Why you should try boxing for mental health

WWhen I first moved to New York City, I joined a gym to keep up my weightlifting routine. But before I knew it, I enrolled myself in a weekly boxing class to improve my cardio, strengthen my muscles, and try something new. The biggest benefit I realized, though, had nothing to do with my body.

“Although some people may have the impression from movies and TV that boxing is chaotic, the sport is actually very meditative because it requires a high level of concentration,” says FightCamp trainer Aaron Swenson. “By focusing completely on the task at hand, you’re forced to shut out the outside world and avoid these daily stresses. A workout leaves no room for daydreaming or making mental to-do lists.”

Boxing doesn’t just increase concentration in the moment—it also provides more focus post-punch, which means less time for thinking. “Controlling your hand motions, footwork, and head movements involves a high level of mental focus, which makes you feel more alert and focused after your workout and for hours afterward,” says Swanson.

What I’ve always found most intriguing is that even if I don’t have time for a 50-minute class, practicing punches and footwork on my own at home for 15 to 20 minutes gives me the same mood boost. According to Swenson, that’s the beauty of boxing: You don’t have to jab, cross, hook and uppercut until you’re choked—even short boxing sesh can prove beneficial.

While I absolutely found the concentration aspect of boxing to get me out of my head and into the moment — which was huge for me considering I was a debilitating anxiety sufferer at the time — I also admittedly loved the ability to release pent-up nerves.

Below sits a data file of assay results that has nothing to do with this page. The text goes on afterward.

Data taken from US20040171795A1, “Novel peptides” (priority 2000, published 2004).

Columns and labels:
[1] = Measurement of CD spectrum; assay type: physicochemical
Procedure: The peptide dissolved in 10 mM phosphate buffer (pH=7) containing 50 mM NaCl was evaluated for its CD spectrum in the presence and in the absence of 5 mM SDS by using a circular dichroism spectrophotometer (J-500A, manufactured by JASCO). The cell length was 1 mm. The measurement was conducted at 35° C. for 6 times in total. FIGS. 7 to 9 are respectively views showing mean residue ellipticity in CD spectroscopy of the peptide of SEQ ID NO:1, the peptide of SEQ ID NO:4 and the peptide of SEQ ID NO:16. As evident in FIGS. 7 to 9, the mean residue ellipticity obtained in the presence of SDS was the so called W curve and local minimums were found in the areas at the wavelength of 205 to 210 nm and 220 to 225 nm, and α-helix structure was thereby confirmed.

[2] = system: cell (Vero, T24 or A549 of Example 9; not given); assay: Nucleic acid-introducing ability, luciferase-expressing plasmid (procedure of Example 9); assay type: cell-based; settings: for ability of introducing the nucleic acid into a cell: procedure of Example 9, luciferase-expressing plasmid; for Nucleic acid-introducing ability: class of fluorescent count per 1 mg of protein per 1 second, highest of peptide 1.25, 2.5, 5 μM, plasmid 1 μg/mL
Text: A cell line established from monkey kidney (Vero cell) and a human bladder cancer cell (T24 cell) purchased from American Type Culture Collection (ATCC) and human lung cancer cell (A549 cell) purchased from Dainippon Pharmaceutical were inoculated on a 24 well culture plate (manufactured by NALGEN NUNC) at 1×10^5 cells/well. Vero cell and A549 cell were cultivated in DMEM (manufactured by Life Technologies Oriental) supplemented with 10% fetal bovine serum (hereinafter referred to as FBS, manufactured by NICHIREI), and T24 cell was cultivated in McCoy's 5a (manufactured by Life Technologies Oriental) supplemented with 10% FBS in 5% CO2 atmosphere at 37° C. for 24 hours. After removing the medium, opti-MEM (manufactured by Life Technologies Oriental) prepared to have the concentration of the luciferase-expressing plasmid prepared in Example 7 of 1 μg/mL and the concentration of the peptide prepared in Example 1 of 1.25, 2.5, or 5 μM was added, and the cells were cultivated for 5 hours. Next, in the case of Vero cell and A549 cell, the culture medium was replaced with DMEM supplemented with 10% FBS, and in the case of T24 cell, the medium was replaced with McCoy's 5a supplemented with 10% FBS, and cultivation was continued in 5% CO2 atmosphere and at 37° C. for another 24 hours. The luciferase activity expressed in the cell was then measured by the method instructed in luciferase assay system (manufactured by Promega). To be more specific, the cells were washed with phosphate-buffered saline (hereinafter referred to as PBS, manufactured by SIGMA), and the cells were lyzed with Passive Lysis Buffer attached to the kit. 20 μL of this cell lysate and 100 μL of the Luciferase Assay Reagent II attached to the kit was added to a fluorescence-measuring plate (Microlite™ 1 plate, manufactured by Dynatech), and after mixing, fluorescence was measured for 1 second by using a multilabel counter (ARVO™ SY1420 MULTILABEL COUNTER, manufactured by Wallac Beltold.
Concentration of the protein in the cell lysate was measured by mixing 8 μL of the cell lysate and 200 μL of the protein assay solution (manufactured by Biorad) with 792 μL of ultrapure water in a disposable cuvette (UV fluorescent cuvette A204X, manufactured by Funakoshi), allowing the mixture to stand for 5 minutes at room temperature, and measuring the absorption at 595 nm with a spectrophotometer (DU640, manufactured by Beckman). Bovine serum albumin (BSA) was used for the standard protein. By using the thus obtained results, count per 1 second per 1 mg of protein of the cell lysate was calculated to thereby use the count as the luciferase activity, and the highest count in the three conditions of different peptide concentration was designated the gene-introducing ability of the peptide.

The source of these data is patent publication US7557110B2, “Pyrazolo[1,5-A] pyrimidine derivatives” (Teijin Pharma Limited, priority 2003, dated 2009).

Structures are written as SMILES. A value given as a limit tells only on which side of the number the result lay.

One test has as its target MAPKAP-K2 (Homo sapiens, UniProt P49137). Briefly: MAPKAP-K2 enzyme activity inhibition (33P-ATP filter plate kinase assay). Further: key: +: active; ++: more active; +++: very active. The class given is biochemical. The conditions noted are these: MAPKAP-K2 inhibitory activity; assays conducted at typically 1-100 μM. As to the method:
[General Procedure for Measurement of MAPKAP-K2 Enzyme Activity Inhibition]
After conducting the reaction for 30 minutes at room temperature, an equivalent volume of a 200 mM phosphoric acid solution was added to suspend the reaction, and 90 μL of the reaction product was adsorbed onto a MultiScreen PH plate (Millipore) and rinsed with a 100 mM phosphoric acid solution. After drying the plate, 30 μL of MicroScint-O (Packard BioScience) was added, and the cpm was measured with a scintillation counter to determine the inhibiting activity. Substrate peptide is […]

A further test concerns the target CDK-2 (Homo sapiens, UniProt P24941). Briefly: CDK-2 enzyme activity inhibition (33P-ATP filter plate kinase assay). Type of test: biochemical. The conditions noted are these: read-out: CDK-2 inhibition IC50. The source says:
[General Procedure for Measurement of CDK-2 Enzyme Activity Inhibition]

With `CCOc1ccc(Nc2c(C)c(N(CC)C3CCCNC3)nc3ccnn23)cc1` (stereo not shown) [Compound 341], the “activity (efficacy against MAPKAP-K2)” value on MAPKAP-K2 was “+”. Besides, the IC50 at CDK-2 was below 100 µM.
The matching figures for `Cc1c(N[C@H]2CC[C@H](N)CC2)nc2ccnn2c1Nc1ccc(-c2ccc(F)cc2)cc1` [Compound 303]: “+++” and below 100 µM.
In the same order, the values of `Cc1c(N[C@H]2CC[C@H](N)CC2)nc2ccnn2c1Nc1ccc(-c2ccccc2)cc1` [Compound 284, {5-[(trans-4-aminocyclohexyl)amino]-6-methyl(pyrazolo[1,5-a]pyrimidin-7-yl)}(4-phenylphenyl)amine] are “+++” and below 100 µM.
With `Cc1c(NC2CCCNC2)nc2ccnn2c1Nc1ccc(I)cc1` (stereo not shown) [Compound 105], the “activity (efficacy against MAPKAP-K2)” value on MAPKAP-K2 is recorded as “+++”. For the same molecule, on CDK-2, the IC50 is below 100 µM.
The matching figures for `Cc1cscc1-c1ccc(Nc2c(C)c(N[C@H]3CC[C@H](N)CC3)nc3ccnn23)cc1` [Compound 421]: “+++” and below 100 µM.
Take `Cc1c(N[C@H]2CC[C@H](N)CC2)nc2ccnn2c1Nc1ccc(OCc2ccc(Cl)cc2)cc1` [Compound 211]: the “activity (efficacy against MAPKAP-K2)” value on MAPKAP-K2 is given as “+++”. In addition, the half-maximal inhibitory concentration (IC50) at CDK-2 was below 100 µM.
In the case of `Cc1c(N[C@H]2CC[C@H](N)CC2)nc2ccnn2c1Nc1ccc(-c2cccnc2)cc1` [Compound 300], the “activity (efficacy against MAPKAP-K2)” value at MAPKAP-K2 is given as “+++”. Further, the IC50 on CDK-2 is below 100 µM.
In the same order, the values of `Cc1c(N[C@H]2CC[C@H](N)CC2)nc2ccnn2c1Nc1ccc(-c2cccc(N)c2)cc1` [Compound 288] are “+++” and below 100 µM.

“Our oldest instincts are war or journey; Our bodies thrive when we sharpen these two responses through the practices we do every day,” explains Noah Neiman, co-founder of Rumble Boxing. “Not only is it cathartic to ball your fists and let your arms fly, but when you’re improving your skill set, you’re actually improving the fight response that’s been ingrained in our DNA since the dawn of mankind. When we develop our natural survival skills, we are more likely to project strength and confidence.”

Because of all this, after a break from the ring after moving out of town, I found myself back in boxing. Of course, in the seven years since I first started boxing, the fitness industry has changed. Fortunately for me, this means that now instead of buying a gym membership and hoping that boxing classes line up with my schedule, I can run down to my basement to punch it out in my own ring.

Just as cycling classes transitioned to an at-home sensibility with brands like Peloton and boutique HIIT classes became accessible with platforms like Les Mills and Lululemon Studios, a boutique boxing experience is now accessible at home with FightCamp. While I love the community aspect of private group fitness, I find that honing my boxing skills at home allows me to focus more on myself and the task at hand because I have no one else in the room to compare myself to. It’s just me and the FightCamp instructor on my screen.

In general, FightCamp encourages members to “train like a fighter,” which means boxing two to three times a week and rounding it out with strength training and recovery sessions, Swanson said. With that in mind, now that I’ve started boxing again, I’m using it to supplement my days off from Orangetheory Fitness.

The result? I feel that no matter what’s going on in my life—even if I can’t make it for an hour under the orange light, or if I feel completely overwhelmed by a jam-packed schedule—I have the opportunity to “float” like a butterfly and Sting like a bee.”

And if I start feeling stressed, my bag is waiting for me in my basement. “This is great news: when [the endorphins and emotional benefits of boxing] Wear off, you can always ball your fists for another knuckle therapy session,” Neiman says.

See what it feels like to throw yourself a few punches with this quick boxing workout:

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